I'll try the journal thing, thanks. Never done that before, worth a shot. I meditate for about an hour each day now, and have been for several months. Having plenty of lessons, improving and such. Meditation (and things like exercise or socialising more) have made no difference whatsoever, as far as I can tell. They've changed my emotional landscape, sure, in positive ways, sure, but the intensity is as lacking as ever.

  7. #7
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    Quote Originally Posted by erm View Post
    I know it's normal to put up psychological guards. I didn't think it was normal to never experience such highs ever again. I thought them becoming increasingly rare, or more focused to fewer aspects of life was the norm, not them simply vanishing never to return.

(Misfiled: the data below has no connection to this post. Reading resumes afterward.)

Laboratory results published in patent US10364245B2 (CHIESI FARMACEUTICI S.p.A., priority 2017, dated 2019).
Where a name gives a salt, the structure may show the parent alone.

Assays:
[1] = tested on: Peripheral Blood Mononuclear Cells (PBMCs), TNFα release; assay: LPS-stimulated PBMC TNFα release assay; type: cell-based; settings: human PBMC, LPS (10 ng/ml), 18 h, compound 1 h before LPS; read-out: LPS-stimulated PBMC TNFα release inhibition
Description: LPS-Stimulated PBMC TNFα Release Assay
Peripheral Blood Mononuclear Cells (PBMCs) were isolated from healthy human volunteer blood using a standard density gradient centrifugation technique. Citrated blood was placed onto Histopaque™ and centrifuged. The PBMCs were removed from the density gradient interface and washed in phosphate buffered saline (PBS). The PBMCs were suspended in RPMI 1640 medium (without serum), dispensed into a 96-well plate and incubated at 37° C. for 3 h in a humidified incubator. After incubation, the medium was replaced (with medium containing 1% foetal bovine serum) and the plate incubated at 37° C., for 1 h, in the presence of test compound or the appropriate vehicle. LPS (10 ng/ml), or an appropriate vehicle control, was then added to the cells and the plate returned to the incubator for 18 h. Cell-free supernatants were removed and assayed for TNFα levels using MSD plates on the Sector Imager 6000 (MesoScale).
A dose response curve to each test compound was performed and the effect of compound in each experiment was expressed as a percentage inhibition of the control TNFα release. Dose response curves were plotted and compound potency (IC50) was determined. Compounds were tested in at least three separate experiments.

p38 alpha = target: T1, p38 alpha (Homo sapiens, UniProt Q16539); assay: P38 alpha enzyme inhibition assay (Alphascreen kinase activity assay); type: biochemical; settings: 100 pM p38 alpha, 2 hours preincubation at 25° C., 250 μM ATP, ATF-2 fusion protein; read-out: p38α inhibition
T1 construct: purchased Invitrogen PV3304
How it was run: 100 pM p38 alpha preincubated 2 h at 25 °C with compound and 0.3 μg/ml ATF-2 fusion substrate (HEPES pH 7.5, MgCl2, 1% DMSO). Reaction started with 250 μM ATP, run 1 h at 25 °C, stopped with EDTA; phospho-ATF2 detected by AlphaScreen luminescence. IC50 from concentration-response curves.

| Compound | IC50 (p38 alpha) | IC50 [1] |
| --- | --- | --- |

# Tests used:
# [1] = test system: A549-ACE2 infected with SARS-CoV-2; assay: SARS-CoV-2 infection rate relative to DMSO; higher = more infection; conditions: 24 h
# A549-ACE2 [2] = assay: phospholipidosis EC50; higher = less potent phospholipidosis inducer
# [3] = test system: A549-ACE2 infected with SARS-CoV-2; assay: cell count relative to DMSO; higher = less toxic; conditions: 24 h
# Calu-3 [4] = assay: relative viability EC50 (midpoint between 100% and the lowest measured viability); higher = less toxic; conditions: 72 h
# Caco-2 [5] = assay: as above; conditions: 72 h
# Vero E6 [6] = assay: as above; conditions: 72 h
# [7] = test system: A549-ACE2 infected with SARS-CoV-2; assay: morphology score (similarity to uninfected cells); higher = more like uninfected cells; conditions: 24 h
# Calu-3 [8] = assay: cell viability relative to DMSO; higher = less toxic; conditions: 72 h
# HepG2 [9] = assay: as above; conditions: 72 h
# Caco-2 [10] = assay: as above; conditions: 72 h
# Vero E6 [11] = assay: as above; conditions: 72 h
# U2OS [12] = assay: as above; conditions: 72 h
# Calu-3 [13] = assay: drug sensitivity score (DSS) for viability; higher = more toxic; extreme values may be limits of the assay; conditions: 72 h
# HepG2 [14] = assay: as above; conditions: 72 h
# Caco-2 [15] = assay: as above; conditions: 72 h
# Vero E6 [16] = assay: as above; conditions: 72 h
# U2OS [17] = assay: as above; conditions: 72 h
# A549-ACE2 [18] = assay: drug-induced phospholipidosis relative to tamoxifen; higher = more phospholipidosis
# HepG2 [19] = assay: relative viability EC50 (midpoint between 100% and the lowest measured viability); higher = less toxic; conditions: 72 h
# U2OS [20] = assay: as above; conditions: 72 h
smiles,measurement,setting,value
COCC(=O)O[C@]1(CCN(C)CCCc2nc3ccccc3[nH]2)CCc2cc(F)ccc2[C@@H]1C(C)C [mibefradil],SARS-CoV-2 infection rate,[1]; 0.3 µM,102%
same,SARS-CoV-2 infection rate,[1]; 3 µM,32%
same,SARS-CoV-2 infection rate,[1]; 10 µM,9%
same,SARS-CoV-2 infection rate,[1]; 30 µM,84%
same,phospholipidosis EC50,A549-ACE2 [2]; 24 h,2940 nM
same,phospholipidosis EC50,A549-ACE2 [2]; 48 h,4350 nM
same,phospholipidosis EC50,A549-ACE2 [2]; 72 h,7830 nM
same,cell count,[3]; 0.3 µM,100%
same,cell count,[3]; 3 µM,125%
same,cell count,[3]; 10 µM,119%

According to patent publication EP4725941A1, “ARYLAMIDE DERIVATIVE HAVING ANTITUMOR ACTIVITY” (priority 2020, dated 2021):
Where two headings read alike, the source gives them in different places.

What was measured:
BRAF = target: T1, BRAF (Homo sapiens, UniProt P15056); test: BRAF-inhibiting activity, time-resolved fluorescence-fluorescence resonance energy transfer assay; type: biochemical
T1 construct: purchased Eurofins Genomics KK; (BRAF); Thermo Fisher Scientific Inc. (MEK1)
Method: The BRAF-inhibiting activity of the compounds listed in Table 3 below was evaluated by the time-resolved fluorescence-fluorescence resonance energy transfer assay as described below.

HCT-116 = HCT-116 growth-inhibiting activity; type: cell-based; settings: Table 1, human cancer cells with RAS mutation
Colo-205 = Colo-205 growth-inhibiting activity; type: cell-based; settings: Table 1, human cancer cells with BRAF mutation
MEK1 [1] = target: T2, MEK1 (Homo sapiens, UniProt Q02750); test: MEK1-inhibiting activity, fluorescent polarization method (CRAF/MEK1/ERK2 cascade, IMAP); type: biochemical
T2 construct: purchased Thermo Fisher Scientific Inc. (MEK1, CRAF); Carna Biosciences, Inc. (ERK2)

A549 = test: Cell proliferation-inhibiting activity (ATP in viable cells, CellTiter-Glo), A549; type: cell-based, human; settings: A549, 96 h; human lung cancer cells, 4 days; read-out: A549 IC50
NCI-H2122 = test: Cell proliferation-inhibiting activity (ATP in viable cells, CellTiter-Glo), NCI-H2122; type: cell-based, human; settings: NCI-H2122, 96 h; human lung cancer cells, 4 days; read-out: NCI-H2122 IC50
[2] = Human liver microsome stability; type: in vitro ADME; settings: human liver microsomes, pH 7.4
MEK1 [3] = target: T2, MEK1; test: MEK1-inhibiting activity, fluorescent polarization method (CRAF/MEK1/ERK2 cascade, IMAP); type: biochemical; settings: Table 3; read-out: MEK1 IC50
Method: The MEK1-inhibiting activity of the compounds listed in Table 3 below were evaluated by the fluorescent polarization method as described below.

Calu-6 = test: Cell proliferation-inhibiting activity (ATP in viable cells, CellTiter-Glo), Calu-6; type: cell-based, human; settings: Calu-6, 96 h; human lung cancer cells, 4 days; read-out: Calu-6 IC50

In my experience it is both. The amount of control people have over their lives makes all surprises less frequent, and surprises are the usual highs and lows. What makes it less powerful is the escape from the now. If you are having a good time and thinking about something else, then the experience is less real in a sense. Just focus on what you are thinking, and you see most of it is taking you away from the present experience.

  8. #8
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    Quote Originally Posted by nolla View Post
    In my experience it is both. The amount of control people have over their lives makes all surprises less frequent, and surprises are the usual highs and lows. What makes it less powerful is the escape from the now. If you are having a good time and thinking about something else, then the experience is less real in a sense. Just focus on what you are thinking, and you see most of it is taking you away from the present experience.
    Maybe that's true, I don't know. I'd considered something similar a while ago.